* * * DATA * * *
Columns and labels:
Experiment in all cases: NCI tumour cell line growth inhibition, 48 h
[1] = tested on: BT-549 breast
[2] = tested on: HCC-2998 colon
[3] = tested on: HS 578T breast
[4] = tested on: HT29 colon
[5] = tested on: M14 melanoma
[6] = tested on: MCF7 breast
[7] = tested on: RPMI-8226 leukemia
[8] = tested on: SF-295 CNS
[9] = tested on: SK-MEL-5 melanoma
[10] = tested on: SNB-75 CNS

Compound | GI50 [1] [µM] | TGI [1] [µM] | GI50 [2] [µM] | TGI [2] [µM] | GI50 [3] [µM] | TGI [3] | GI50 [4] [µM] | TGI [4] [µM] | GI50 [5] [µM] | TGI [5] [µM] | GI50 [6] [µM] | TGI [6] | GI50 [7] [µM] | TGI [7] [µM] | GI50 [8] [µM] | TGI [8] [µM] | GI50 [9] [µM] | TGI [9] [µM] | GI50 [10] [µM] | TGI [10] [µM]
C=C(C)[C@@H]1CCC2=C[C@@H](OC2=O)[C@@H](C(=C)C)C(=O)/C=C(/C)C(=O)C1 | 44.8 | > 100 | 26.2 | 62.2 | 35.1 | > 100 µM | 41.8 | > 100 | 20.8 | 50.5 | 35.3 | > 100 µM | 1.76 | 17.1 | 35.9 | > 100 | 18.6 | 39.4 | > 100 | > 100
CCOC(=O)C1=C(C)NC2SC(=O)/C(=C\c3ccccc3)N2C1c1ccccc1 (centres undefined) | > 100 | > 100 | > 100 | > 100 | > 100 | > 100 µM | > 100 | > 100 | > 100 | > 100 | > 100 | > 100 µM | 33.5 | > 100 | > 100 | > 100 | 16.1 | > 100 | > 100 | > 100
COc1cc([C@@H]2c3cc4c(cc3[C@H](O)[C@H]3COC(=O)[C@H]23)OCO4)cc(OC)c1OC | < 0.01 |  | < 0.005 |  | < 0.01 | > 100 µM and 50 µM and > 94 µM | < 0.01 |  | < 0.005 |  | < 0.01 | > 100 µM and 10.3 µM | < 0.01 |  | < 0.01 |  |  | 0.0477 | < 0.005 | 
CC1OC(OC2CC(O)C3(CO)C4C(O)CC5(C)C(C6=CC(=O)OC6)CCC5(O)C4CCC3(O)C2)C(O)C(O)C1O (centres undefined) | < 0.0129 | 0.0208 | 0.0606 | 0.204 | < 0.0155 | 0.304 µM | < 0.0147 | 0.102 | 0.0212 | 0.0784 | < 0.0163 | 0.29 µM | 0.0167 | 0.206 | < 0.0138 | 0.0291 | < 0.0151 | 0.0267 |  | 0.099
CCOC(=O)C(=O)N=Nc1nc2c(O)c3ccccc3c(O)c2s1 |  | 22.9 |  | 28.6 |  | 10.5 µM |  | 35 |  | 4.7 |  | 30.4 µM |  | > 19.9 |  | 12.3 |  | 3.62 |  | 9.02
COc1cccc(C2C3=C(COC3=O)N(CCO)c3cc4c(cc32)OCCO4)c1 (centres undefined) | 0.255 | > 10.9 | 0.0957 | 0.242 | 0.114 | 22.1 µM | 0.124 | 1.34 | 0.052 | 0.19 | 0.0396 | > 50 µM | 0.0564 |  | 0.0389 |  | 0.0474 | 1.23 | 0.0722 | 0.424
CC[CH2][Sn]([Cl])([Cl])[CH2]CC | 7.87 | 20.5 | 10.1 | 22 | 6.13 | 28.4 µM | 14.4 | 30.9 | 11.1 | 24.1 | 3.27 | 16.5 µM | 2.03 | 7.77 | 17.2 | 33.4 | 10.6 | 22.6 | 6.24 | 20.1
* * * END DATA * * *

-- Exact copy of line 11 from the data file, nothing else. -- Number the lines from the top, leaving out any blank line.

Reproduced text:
[9] = tested on: SK-MEL-5 melanoma